What is diphtheria, is it contagious, what are the symptoms of diphtheria, how common is the infection in the UK and is there a vaccine against it?

We have answered all of the fundamental questions around diphtheria - including how it spreads and its symptoms.

According to the UK Health Security Agency (UKHSA), an increase of cases in diphtheria has been reported across Europe. It is likely that most of these infections were picked up in the country of origin, or whilst travelling to the UK as it is usually crowded.

As a result of this outbreak, the UKHSA has issued advice for how to prevent further spread of the infection and what to do if you do experience symptoms of diphtheria. To report side effects of the infection you can apply online via the Yellow Card Scheme, download and use the Yellow Card app via an Apple or Android phone or by calling the Yellow Card Scheme on 0800 731 6789; the phone line is available from Monday to Friday between 9am and 5pm.

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So what is diphtheria, how contagious is it and is there a vaccine? We have explained everything below for your information according to the NHS.

The National Health Service logo. (Pic credit: Scott Barbour / Getty Images)The National Health Service logo. (Pic credit: Scott Barbour / Getty Images)
The National Health Service logo. (Pic credit: Scott Barbour / Getty Images)

What is diphtheria and how contagious is it?

This is a highly contagious infection that affects the nose, throat and sometimes the skin.

There is a small risk of catching it if you travel to some parts of the world and it can be serious and sometimes even fatal, especially in children, if it is not treated urgently.

It can quickly cause breathing problems and can damage the heart and nervous system; the same bacteria can also result in severe ulcers on the skin, particularly on the legs.

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What are the symptoms of diphtheria and how common is it in the UK?

The main symptoms, which usually start two to five days from infection, include:

- A thick grey/white coating that may cover the back of your throat, nose and tongue

- A high temperature/fever

- Sore throat

- Swollen glands in your neck

- Difficulty breathing and swallowing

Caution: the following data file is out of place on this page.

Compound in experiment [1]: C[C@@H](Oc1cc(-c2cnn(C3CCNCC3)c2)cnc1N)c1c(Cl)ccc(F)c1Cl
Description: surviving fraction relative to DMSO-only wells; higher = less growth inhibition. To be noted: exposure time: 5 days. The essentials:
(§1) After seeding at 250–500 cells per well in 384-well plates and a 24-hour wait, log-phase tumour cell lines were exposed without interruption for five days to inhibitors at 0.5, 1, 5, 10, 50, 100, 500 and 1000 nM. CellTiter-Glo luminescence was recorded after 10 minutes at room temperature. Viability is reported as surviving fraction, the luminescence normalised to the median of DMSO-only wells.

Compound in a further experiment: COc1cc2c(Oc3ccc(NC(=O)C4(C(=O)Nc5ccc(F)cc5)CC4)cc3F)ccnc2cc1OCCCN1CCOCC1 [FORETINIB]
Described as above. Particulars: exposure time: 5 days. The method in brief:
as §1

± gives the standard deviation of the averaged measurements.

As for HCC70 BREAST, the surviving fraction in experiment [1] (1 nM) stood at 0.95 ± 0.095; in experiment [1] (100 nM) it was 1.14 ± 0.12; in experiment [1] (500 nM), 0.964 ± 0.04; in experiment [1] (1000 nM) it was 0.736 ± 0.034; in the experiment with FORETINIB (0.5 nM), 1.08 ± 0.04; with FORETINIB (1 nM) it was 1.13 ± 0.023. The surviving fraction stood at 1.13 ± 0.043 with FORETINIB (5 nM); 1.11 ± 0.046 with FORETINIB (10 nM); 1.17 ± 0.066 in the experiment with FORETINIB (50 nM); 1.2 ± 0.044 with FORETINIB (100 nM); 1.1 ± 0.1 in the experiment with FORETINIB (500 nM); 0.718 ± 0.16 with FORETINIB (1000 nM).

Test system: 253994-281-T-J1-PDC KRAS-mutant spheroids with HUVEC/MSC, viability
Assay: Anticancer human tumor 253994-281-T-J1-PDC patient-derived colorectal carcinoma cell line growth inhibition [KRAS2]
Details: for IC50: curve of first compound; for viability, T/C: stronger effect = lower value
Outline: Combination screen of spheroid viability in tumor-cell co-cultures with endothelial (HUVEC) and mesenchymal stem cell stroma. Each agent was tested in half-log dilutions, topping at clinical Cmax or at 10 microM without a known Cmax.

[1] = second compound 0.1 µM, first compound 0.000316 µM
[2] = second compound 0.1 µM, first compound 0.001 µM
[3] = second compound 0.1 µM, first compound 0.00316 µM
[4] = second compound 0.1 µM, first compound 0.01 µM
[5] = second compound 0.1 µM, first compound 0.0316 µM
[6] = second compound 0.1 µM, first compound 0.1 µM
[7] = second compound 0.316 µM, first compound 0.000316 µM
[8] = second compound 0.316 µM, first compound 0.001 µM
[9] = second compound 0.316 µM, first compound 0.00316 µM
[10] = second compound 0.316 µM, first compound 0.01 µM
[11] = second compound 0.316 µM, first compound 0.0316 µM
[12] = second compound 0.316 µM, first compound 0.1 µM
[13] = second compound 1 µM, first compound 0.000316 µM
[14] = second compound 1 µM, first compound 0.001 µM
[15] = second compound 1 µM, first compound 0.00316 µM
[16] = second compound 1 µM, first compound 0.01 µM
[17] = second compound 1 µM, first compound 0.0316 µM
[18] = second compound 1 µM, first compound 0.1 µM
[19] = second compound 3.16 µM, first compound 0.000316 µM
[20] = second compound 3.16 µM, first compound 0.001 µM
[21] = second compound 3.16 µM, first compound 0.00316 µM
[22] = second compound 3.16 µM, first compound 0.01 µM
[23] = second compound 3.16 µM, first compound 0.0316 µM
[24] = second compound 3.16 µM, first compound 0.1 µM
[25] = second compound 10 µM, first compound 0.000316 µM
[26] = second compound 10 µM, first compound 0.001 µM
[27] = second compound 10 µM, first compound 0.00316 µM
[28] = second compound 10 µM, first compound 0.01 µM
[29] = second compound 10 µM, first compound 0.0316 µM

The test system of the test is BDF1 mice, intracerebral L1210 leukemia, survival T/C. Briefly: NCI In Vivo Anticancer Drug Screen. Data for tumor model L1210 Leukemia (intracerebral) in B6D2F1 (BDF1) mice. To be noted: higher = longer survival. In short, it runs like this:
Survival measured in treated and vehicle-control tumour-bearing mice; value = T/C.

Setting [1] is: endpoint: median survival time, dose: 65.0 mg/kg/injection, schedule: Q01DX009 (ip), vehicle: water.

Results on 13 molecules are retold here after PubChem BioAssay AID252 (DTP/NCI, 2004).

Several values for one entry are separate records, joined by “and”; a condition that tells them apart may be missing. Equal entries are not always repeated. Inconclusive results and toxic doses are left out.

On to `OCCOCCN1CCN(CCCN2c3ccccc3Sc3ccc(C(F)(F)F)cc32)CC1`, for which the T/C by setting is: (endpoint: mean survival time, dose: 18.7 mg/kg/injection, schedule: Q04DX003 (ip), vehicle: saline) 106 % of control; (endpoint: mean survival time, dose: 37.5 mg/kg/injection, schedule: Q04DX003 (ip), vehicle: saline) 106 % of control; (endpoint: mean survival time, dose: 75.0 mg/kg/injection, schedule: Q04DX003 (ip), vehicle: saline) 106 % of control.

In countries with poor hygiene, infection of the skin is more common, this is called cutaneous diphtheria.

Cutaneous diphtheria can cause:

- Pus-filled blisters on your legs, feet and hands

- Large ulcers surrounded by red, painful skin

You must seek urgent help if you have symptoms of diphtheria and if you are in an area of the world where the infection is widespread, you have recently returned from somewhere where infection is widespread or if you have been in close contact with someone who has contracted diphtheria.

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It is vitally important that diphtheria is treated quickly in hospital to help prevent serious complications, such as breathing or heart problems.

Diphtheria is rare in the UK as babies and children have been regularly vaccinated against it since the 1940s.

Is there a travel vaccine against diphtheria?

Most cases of the infection come from those who travel to or from countries in the world where it is widespread. So being fully vaccinated against it ahead of your travel is crucial.

According to the NHS website, if you are travelling to a part of the world where diphtheria is more commonly spread, you may need a booster vaccination if you were last vaccinated against it more than 10 years ago.

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Places where diphtheria cases are on the rise often change over time, so it is important to keep updated on this list on the Travel Health Pro country guides.

You may be able to get a combined vaccine against diphtheria, tetanus and polio for free through the NHS.

How is diphtheria spread?

It is spread by coughs, sneezes or through close contact with someone who is infected.

You can also get it by sharing items, such as cups, cutlery, clothing or bedding with an infected person.

How can you treat diphtheria?

The main treatments for diphtheria are:

- Antibiotics

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- Medicines that stop the effects of the harmful toxins produced by the bacteria of the infection

- Extensively cleaning any infected wounds if you have diphtheria affecting your skin

Treatment usually lasts for two to three weeks and any skin ulcers usually recover within two to three months but may leave a scar.

It is likely that people who have been in close contact with someone who has diphtheria will have to take antibiotics or may be given a dose of the vaccine.

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